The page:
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New Book, “The Case Against Academic Boycotts of Israel” Released This Week

 

 Includes chapter by AMCHA Initiative co-founder detailing new research profiling the faculty boycotters and how they infiltrate the campus 

 
AMCHA Initiative recommends a new book, “The Case Against Academic Boycotts of Israel,” released this week, which includes essays from more than 25 international scholars who take a hard look at the impact of the academic Boycott, Divestment and Sanctions (BDS) movement.  It tackles tough issues that many have found impossible to confront until now, including the role of antisemitism in calls for the abolition of the Jewish state.  According to Amazon, “This book for the first time provides the historical background necessary for informed evaluation of one of the most controversial issues of our day…”
 
AMCHA Initiative cofounder Tammi Rossman-Benjamin’s chapter, “Interrogating the Academic Boycotters of Israel on American Campuses,” takes a critical look at the individual faculty who support and promote the academic boycott, what ideologies motivate the boycotters, how they have used their university positions to promote the boycott and stifle criticism and which university conditions allow for, and often encourage, this behavior.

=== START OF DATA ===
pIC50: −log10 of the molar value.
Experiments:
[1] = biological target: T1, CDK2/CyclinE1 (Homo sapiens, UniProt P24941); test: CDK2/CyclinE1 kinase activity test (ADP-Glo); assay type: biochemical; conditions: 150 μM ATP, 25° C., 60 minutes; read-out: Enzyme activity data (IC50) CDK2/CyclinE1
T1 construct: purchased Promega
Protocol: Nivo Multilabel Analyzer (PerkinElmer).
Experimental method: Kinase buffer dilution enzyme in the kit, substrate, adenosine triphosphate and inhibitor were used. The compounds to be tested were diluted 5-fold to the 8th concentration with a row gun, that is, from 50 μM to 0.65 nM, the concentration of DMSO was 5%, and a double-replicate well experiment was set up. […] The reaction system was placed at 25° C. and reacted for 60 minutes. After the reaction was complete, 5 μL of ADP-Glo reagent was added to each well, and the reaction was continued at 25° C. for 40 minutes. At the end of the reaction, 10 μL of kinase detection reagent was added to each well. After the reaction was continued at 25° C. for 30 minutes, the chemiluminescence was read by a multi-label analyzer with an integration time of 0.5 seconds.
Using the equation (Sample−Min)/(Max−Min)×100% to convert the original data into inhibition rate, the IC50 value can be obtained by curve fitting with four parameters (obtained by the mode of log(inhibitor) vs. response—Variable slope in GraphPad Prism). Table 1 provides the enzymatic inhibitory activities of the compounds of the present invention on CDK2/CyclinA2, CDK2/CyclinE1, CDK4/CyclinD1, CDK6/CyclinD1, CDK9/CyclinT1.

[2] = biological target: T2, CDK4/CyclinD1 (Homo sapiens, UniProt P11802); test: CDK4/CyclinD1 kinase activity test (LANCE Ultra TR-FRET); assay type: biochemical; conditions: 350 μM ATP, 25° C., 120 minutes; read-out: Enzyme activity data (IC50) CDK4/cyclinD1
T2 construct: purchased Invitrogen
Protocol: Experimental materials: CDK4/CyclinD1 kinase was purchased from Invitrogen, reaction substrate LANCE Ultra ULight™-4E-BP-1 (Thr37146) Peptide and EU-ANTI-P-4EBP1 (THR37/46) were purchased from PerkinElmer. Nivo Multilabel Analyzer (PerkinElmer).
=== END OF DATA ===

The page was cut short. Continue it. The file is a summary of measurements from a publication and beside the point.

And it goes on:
Academic Boycott of Israel book

A review of the new book in Fathom Journal had this to say about Rossman-Benjamin’s chapter:

  • To my knowledge at least, Tammi Rossman-Benjamin offers the first concrete numerical evidence for a phenomenon that I have observed for years, wondered about repeatedly, but have never quite seen so starkly exposed: that the vast percentage of the faculty boycotters on American campuses – 86 per cent! – belong to the humanities (49 per cent) and the social sciences (37 per cent), with only 7 per cent per cent affiliated with departments in engineering and the natural sciences. Of the 938 boycotters whom Rossman-Benjamin’s meticulous research has unearthed, 192 (21 per cent) are in English or literature departments; 96 (10 per cent) in ethnic studies; 68 (7 per cent) in history; 65 (7 per cent) in gender studies; 53 (6 per cent) in anthropology; 44 (5 per cent) in sociology; 39 (4 per cent) in linguistics and languages; 33 (3 per cent) in American studies; and 32 (3 per cent) in Middle or Near East studies.Why would a professor in an English department at an American university be so much more likely to support BDS than their counterpart in – say – sociology, or even Middle East studies, never mind their colleague in economics, the natural sciences or any of the professional schools be they business, law or medicine? In search for an answer to this question, Rossman-Benjamin examined…